COLLABORATIVE PILOT GRANTS (CPG)
Deadline: March 7, 2014
The Collaborative Pilot Grants (CPG) program aims to stimulate research projects between Wake Forest University Reynolda Campus faculty and another institution, including Wake Forest University Health Sciences, that will lead to extramural funding for both institutions. Up to $20,000 will be awarded for each project. The number of awards is contingent on availability of funds.
The project period is 1 year, with the possibility of a 1-year, no-cost extension. When the grant is awarded, an account will be established at the university and a subcontract issued to the collaborating institution. Funds will be disbursed on the written authority of the investigators or designated representatives. Unless an extension (without additional funds) is requested in writing 10 days prior to end date, any unexpended balance will be returned to the main account. Within 90 days after the grant terminates, a final progress report must be submitted to the Office of Research and Sponsored Programs (ORSP). It should describe how the CPG contributed to the preparation and/or funding of extramural grant applications.
Applications will be evaluated on scientific merit, originality, significance, potential to generate extramural funding, and the benefits of, and need for, the collaboration.
I. Cover Form - The 2-page cover form should be completed and signed by the investigators and their department chairs. Institutional approval is required for all non-Wake Forest University Reynolda Campus faculty. Please see IX. for more information about institutional approval.
A. Abstract: A 250-word summary of the proposed activity, suitable for publication. Clearly address intellectual merit and broader impacts in separate statements.
II. Project Description - The proposal should be sufficiently detailed to be clear to the committee of general scientists. Figures, tables, and other graphics may be included to enhance clarity.
A. Objectives and Significance: State precisely and realistically what the project aims to accomplish, what hypotheses it will test, why the results and the collaboration are needed, and potential broader impacts. (1 page)
B. Background: Review the literature most pertinent to the project, including your own preliminary data. Critically evaluate existing knowledge, specifying the gaps that the project is intended to fill. (3 pages)
C. Methods: Describe the experimental design and methods in terms that can be grasped by a generalist in the field. How will they test each hypothesis? Describe experimental procedures in sufficient detail to allow assessment of their feasibility and relevance. If proposing new methods, describe their advantages. If several experiments are proposed, indicate their priority in a timeline. Explain how the data will be analyzed (e.g., statistical design and analysis). Note how you will address potential pitfalls or limitations in procedures and data interpretation. (5 pages)
D. Project Relevance: Describe how the proposed studies will generate pilot data to enhance extramural applications that support the applicants’ long-term research programs; the aims of the planned extramural grant; a timeline for submission; and the agencies from which funding will be sought. (1 page)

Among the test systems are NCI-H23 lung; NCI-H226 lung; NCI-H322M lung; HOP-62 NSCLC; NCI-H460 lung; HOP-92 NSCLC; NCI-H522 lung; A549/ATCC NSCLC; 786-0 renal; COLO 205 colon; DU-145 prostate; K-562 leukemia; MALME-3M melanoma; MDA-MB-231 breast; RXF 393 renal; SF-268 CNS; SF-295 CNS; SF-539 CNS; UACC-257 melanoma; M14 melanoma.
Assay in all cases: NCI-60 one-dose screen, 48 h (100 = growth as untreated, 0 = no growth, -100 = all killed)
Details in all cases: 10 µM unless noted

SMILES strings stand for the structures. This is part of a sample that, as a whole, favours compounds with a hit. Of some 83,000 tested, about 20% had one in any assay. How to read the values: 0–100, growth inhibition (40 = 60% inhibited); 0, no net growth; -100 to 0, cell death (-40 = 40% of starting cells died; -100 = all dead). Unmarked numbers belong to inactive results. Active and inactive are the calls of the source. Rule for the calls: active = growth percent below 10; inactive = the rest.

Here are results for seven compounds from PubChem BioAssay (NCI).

E. References: Include only the most pertinent references.
III. Personnel - Designate all associates, research assistants, technicians, or students involved in the project and describe their expertise.
IV. Research Support - List facilities, equipment, and funding from other sources. If departmental or other support is available or pending, explain the need for CPG support.
V. External Funding Sources - List specific funding opportunities or programs from which external support will be sought after the CPG is completed. Please contact Julie Edelson (firstname.lastname@example.org) in ORSP if you need assistance in identifying funding opportunities.
VI. Budget - ($20,000 maximum) Funds can be requested for research supplies and services, technical assistance, publication expenses, equipment, animal costs, and travel between campuses, including parking fees. Funds for faculty salary and secretarial support will not be considered. Funds for WFU graduate and undergraduate student support are rarely granted since they can usually be obtained through the Graduate School or WFU Undergraduate Research Fellowships. Funds for technical support staff have been granted occasionally since no other campus source supports these research costs. If requesting funds to support technical staff, remember to include appropriate fringe benefits and attach a detailed budget and a budget justification page.
If the collaboration will need additional funding, indicate the source and amount. Clarify how the budget will be divided between the two institutions.
VII. Biosketch. Attach a current biosketch/CV of no more than 4 pages for each investigator. NSF or NIH format may be used.
VIII. Description and Outcome of Previous Internal awards: Briefly describe internal awards received within the past 4 years and their outcomes.
IX. Institutional Approval. All applications must include a letter, signed by the authorized official for the collaborating institution, acknowledging that the institution supports the project and agrees to enter into a subcontract with WFU should an award be made.
Email a complete copy of the application form and proposal as ONE (1) pdf file to Susan Edwards (email@example.com) and submit the signed original to ORSP no later than 5 P.M. on the deadline date.
Please allow several weeks for review.
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